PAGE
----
Teens focused on their future
News - December 7, 2011 Edition
Are high school graduates ready for the next step?
The principals and teachers at Seaway District High School are doing everything they can to ensure the answer to that question is a resounding “yes!”
Seaway is just one of many schools taking part in the new Specialist High Skills Major (SHSM) program introduced by the Ontario government. Each student graduating from the program will get an SHSM seal on their diploma.
According to Principal Terry Gardiner, SHSM “engages students and gives them a purpose.”
He went on to say, “I feel it’s my job to set people up to meet their potential and have something meaningful after their high school experience.”
The SHSM program allows students to focus on a career path that matches their skills and interests. At the same time, they’re able to meet the requirements of the Ontario Secondary School Diploma (OSSD).
Students who take part in the SHSM program gain important skills on the job. They also earn industry certifications like standard first aid and CPR.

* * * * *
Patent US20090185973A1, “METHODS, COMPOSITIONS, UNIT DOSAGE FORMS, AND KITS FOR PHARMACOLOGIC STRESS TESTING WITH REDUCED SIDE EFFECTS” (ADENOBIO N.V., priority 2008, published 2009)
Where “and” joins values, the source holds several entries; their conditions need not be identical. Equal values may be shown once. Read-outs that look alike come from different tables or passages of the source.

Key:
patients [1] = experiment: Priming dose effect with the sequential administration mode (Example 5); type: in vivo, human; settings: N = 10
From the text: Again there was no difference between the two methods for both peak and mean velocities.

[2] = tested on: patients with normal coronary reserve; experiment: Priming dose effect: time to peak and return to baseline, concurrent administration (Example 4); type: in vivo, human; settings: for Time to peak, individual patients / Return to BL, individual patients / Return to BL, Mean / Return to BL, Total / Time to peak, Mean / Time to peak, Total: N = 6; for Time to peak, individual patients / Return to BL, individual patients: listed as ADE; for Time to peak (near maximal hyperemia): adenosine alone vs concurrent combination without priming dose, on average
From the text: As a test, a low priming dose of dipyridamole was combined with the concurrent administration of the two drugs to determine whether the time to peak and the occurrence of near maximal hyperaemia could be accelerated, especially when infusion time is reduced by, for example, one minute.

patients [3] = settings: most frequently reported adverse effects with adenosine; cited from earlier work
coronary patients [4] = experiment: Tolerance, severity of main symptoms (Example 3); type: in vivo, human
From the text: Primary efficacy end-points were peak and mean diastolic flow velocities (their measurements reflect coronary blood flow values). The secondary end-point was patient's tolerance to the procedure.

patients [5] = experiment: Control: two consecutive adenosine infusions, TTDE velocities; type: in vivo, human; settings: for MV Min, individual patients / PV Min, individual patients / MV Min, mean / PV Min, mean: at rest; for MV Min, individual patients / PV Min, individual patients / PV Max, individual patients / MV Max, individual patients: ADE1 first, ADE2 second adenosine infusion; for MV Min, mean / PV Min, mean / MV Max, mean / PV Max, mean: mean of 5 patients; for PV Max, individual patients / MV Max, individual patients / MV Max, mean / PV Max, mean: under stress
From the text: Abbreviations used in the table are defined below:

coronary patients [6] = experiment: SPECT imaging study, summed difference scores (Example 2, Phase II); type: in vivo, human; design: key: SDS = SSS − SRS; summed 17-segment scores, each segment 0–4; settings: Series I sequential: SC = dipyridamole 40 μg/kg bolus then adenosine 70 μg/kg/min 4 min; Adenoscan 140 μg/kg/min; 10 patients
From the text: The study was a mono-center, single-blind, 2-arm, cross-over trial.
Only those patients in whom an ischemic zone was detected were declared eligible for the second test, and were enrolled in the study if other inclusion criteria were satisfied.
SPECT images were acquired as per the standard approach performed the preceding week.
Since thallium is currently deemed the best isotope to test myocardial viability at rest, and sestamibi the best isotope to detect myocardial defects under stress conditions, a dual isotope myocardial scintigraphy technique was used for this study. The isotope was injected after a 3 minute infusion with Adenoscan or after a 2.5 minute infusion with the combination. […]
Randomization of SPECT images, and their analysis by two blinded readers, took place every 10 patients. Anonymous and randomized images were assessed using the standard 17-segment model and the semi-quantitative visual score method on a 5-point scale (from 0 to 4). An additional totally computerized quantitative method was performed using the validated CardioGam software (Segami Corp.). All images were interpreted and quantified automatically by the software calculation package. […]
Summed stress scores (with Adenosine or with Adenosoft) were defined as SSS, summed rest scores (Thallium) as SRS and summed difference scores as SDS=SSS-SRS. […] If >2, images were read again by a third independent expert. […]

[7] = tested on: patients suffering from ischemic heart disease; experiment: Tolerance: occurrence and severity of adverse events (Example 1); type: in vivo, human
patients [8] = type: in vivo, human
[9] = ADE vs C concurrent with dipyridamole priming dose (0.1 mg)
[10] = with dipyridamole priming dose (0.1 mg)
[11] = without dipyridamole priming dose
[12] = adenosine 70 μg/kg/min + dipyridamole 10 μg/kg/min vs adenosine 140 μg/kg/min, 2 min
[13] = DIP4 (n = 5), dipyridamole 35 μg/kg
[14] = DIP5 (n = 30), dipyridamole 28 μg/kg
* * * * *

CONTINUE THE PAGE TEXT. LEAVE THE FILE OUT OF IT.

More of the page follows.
The SHSM program consists of specialized sectors. Most schools choose one sector of specialty. They are: arts and culture; aviation and aerospace; business; construction; energy; environment; forestry; health and wellness; horticulture and landscaping; hospitality and tourism; information and communications technology; justice, community safety, and emergency services; manufacturing; mining; non-profit; sports; and transportation.
Seaway’s specialized sector is agriculture. There are career options for students choosing a path to apprenticeship; to college; to university; or, straight to the workplace. Regardless of the path chosen, there are many possibilities for a rewarding career.
According to Gardiner, Seaway has “eight students on track to graduate with the seal this year.”
In addition, in September he said there were 18 grade 11 students signing up. He pointed out that the program begins in the 11th grade for those who are interested.
With the SHSM program, students are “allowed to be part of experiential learning.”
“They do better in school,” he continued. Also, “students with learning disabilities do better.”
Gardiner credits the success of the SHSM program to the fact that students can see the relevance of what they’re doing. They’re engaged and can see a purpose for their hard work.
Also in this edition: